HORNELL – Former Steuben County Sheriff Jack Lisi was buried with military honors Tuesday morning after a simple Catholic Mass attended by hundreds of prominent county officials, police, friends and family.
About 1,300 people were on hand for the funeral service here in St. Ann’s Roman Catholic Church—which holds 900 people, funeral director James Dagon said.
Contingents from area police forces stood outside the church during the service after paying their respects by marching up the center aisle to his casket.
Lisi, who was sheriff for 18 years and extensively involved in community organizations, was praised by the Rev. Elmer J. Schmidt.
“We come here today to show our love for you and for Jack,” Schmidt told Lisi’s family.
Through his work for others and giving of himself, Lisi had earned a pass into the family of God, Schmidt said.
“How could he accomplish so much?” Schmidt asked. “It was because he loved so much and was loved in return.”
Lisi collapsed and died of a heart attack on Thursday [May 16, 1991] while working at a Retired Senior Volunteers Program recognition luncheon in Kanona. The organization was one of many community organizations Lisi worked with after retiring in 1987.
After the ceremony, Lisi, a World War II U.S. Marine veteran, was then taken to St. Ann’s Cemetery. An honor guard from the U.S. Marine 8th Tank Battalion inspector-instructor staff, based in Rochester, carried his flag-draped casket. He received a 21-gun salute at the cemetery, and his family members wiped away tears while Taps was played.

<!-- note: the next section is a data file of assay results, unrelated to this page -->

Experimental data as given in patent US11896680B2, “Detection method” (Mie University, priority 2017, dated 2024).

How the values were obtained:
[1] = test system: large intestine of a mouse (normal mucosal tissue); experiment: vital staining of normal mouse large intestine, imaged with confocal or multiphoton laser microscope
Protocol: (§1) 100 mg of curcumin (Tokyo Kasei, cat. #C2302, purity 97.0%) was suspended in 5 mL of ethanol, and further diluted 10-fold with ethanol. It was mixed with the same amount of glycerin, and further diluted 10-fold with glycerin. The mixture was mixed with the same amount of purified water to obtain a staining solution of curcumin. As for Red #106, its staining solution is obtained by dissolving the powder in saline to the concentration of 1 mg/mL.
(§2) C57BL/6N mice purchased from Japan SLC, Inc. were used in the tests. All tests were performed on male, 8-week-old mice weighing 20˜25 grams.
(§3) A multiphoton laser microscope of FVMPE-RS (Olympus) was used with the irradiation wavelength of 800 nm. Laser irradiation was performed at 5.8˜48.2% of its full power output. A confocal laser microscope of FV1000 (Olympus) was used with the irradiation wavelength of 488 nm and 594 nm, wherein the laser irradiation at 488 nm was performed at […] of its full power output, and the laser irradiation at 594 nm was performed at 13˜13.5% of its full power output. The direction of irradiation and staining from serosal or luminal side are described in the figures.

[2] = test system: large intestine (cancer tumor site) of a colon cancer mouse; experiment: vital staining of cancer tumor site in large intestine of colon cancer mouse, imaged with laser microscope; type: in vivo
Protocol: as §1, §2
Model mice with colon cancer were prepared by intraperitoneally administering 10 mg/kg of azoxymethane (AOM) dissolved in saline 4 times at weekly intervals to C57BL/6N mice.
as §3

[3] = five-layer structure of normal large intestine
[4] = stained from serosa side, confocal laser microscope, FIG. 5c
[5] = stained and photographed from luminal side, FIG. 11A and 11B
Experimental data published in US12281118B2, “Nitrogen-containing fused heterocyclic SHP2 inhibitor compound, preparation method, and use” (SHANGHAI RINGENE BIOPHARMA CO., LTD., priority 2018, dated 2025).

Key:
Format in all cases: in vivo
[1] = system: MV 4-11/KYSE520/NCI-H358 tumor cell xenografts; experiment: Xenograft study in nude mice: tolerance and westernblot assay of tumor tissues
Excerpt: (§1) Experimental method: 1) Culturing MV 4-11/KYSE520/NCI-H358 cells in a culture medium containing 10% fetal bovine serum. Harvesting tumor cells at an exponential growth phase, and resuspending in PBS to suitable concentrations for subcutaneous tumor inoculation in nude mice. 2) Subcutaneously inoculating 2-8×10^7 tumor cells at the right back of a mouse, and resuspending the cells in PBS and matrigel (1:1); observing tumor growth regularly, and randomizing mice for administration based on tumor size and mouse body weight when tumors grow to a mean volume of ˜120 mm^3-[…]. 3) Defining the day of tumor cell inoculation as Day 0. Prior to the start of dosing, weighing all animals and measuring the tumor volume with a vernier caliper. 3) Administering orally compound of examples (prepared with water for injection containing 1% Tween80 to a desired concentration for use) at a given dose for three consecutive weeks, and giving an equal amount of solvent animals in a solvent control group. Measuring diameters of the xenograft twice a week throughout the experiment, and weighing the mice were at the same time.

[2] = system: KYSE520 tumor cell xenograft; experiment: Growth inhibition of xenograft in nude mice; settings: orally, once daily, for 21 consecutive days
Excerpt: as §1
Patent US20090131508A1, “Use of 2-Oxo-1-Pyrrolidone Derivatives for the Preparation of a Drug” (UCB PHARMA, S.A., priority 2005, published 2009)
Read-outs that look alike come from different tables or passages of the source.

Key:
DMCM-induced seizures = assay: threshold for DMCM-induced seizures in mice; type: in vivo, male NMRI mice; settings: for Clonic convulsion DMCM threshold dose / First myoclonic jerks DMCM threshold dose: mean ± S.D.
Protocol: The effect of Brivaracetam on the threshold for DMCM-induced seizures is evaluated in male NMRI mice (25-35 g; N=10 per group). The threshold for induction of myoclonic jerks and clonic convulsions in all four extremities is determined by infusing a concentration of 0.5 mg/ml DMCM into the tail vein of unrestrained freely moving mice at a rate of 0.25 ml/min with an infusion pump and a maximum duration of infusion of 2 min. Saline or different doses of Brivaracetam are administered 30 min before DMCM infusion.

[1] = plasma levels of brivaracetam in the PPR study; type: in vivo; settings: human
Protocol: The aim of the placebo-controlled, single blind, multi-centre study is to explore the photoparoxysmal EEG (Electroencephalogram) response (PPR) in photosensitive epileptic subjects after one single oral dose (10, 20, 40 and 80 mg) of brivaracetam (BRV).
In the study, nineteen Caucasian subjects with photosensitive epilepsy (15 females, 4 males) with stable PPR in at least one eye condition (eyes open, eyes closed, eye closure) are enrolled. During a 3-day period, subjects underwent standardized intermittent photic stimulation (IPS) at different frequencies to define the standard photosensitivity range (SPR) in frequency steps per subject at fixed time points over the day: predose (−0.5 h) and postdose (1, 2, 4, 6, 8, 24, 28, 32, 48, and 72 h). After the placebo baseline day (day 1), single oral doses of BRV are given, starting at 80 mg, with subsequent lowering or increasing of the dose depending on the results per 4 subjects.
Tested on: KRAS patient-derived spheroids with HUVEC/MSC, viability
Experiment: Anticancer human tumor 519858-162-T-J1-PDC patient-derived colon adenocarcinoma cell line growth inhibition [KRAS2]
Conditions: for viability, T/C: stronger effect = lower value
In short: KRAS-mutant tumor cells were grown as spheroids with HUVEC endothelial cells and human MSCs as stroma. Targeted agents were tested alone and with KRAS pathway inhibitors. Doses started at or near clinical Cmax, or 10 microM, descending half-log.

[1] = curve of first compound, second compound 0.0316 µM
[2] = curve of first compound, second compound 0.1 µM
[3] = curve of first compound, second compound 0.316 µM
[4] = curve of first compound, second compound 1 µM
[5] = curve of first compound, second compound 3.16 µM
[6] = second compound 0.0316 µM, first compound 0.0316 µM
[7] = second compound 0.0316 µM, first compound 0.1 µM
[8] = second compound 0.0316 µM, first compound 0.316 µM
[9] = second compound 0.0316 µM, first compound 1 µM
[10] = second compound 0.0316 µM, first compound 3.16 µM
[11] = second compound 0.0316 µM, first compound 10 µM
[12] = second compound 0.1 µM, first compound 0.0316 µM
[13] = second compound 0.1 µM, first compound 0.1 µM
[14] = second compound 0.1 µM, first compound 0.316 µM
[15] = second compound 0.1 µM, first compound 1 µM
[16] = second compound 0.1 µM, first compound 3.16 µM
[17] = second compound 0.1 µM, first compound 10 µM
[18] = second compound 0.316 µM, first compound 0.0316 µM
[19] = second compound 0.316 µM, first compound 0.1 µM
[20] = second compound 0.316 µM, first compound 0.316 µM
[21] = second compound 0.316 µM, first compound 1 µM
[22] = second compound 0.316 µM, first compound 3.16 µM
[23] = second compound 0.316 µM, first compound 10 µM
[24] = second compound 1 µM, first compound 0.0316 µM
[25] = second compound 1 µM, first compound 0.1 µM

On hand for the services were representatives from sheriff’s departments in eight counties, including Steuben, Chemung, Schuyler, Yates, Livingston and Erie. Steuben County court officers were there as well.
Also represented were New York State Police, and municipal police from Corning, Hornell, Bath, Cohocton, Waverly and Hammondsport. The state conservation department and Hornell’s fire department were also represented.
Steuben County Sheriff’s Senior Investigator Karl Secondo, who had been Hammondsport police chief before joining the department to work with Lisi, said Lisi always took a personal interest in his employees and in his jail inmates.
“He always took the position that there was a lot of good in people, no matter what they did,” Secondo said.
Steuben County Judge Donald G. Purple Jr. said, “Jack and I grew up together in law enforcement.” Purple started as county judge in 1970, the same year Lisi became sheriff. “He was one of the most compassionate men I’ve met, and very competent. He could take an explosive situation, and diffuse it somehow, and make everyone happy.”